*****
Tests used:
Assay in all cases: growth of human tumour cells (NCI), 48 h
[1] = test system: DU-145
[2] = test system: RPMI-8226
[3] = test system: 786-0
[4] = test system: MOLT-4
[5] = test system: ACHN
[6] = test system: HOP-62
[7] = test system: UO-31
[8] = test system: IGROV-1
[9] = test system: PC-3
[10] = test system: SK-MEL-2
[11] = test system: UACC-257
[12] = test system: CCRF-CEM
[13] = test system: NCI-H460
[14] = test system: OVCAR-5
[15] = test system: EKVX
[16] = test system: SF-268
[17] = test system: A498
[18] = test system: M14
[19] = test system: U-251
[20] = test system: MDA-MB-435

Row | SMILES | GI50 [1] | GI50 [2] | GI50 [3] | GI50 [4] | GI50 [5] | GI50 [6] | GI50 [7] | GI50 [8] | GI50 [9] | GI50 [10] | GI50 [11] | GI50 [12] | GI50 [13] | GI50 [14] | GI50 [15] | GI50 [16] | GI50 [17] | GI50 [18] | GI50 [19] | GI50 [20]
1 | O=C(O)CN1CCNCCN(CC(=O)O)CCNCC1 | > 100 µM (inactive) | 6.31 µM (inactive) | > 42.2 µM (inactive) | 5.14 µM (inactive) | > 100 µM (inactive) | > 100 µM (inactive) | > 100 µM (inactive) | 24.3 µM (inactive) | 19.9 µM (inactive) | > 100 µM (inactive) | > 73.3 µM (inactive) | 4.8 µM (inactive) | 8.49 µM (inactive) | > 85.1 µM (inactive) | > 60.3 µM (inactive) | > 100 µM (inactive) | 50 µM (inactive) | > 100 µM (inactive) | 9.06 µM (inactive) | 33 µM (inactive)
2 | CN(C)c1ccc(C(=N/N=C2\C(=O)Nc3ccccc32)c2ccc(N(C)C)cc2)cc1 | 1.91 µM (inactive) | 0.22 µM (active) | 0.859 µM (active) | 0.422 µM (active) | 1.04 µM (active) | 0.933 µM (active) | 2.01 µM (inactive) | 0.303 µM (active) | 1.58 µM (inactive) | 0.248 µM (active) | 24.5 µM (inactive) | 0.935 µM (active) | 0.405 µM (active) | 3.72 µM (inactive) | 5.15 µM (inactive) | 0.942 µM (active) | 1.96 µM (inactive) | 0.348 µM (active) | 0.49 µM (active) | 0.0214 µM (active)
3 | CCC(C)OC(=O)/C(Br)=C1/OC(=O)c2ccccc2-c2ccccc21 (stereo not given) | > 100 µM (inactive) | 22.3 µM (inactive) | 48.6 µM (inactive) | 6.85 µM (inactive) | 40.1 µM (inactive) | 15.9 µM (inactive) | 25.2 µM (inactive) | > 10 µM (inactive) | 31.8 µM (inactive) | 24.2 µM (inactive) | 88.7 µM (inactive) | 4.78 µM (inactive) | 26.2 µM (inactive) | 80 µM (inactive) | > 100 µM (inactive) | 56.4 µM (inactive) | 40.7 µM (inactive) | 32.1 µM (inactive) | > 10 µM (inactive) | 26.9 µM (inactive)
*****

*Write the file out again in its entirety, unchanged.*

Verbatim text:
Tests used:
Assay in all cases: growth of human tumour cells (NCI), 48 h
[1] = test system: DU-145
[2] = test system: RPMI-8226
[3] = test system: 786-0
[4] = test system: MOLT-4
[5] = test system: ACHN
[6] = test system: HOP-62
[7] = test system: UO-31
[8] = test system: IGROV-1
[9] = test system: PC-3
[10] = test system: SK-MEL-2
[11] = test system: UACC-257
[12] = test system: CCRF-CEM
[13] = test system: NCI-H460
[14] = test system: OVCAR-5
[15] = test system: EKVX
[16] = test system: SF-268
[17] = test system: A498
[18] = test system: M14
[19] = test system: U-251
[20] = test system: MDA-MB-435

Row | SMILES | GI50 [1] | GI50 [2] | GI50 [3] | GI50 [4] | GI50 [5] | GI50 [6] | GI50 [7] | GI50 [8] | GI50 [9] | GI50 [10] | GI50 [11] | GI50 [12] | GI50 [13] | GI50 [14] | GI50 [15] | GI50 [16] | GI50 [17] | GI50 [18] | GI50 [19] | GI50 [20]
1 | O=C(O)CN1CCNCCN(CC(=O)O)CCNCC1 | > 100 µM (inactive) | 6.31 µM (inactive) | > 42.2 µM (inactive) | 5.14 µM (inactive) | > 100 µM (inactive) | > 100 µM (inactive) | > 100 µM (inactive) | 24.3 µM (inactive) | 19.9 µM (inactive) | > 100 µM (inactive) | > 73.3 µM (inactive) | 4.8 µM (inactive) | 8.49 µM (inactive) | > 85.1 µM (inactive) | > 60.3 µM (inactive) | > 100 µM (inactive) | 50 µM (inactive) | > 100 µM (inactive) | 9.06 µM (inactive) | 33 µM (inactive)
2 | CN(C)c1ccc(C(=N/N=C2\C(=O)Nc3ccccc32)c2ccc(N(C)C)cc2)cc1 | 1.91 µM (inactive) | 0.22 µM (active) | 0.859 µM (active) | 0.422 µM (active) | 1.04 µM (active) | 0.933 µM (active) | 2.01 µM (inactive) | 0.303 µM (active) | 1.58 µM (inactive) | 0.248 µM (active) | 24.5 µM (inactive) | 0.935 µM (active) | 0.405 µM (active) | 3.72 µM (inactive) | 5.15 µM (inactive) | 0.942 µM (active) | 1.96 µM (inactive) | 0.348 µM (active) | 0.49 µM (active) | 0.0214 µM (active)
3 | CCC(C)OC(=O)/C(Br)=C1/OC(=O)c2ccccc2-c2ccccc21 (stereo not given) | > 100 µM (inactive) | 22.3 µM (inactive) | 48.6 µM (inactive) | 6.85 µM (inactive) | 40.1 µM (inactive) | 15.9 µM (inactive) | 25.2 µM (inactive) | > 10 µM (inactive) | 31.8 µM (inactive) | 24.2 µM (inactive) | 88.7 µM (inactive) | 4.78 µM (inactive) | 26.2 µM (inactive) | 80 µM (inactive) | > 100 µM (inactive) | 56.4 µM (inactive) | 40.7 µM (inactive) | 32.1 µM (inactive) | > 10 µM (inactive) | 26.9 µM (inactive)